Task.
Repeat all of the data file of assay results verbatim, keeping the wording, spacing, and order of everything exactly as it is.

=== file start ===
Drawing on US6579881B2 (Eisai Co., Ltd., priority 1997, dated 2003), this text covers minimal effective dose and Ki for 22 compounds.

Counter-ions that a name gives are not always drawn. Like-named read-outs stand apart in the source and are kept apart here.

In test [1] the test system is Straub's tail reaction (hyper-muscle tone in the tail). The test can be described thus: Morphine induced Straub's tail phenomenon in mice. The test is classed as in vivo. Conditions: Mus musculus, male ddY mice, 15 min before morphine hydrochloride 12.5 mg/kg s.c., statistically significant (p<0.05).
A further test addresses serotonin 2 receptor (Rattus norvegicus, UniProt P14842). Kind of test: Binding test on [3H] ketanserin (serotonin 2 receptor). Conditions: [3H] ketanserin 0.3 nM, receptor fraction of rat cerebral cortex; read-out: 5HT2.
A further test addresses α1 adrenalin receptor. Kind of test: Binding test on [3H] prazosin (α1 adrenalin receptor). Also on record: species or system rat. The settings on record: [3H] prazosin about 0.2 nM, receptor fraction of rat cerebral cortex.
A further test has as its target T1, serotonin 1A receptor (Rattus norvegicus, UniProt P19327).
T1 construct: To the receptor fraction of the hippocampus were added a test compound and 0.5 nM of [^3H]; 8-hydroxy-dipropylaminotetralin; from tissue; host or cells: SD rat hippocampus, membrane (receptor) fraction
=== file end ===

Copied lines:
Drawing on US6579881B2 (Eisai Co., Ltd., priority 1997, dated 2003), this text covers minimal effective dose and Ki for 22 compounds.

Counter-ions that a name gives are not always drawn. Like-named read-outs stand apart in the source and are kept apart here.

In test [1] the test system is Straub's tail reaction (hyper-muscle tone in the tail). The test can be described thus: Morphine induced Straub's tail phenomenon in mice. The test is classed as in vivo. Conditions: Mus musculus, male ddY mice, 15 min before morphine hydrochloride 12.5 mg/kg s.c., statistically significant (p<0.05).
A further test addresses serotonin 2 receptor (Rattus norvegicus, UniProt P14842). Kind of test: Binding test on [3H] ketanserin (serotonin 2 receptor). Conditions: [3H] ketanserin 0.3 nM, receptor fraction of rat cerebral cortex; read-out: 5HT2.
A further test addresses α1 adrenalin receptor. Kind of test: Binding test on [3H] prazosin (α1 adrenalin receptor). Also on record: species or system rat. The settings on record: [3H] prazosin about 0.2 nM, receptor fraction of rat cerebral cortex.
A further test has as its target T1, serotonin 1A receptor (Rattus norvegicus, UniProt P19327).
T1 construct: To the receptor fraction of the hippocampus were added a test compound and 0.5 nM of [^3H]; 8-hydroxy-dipropylaminotetralin; from tissue; host or cells: SD rat hippocampus, membrane (receptor) fraction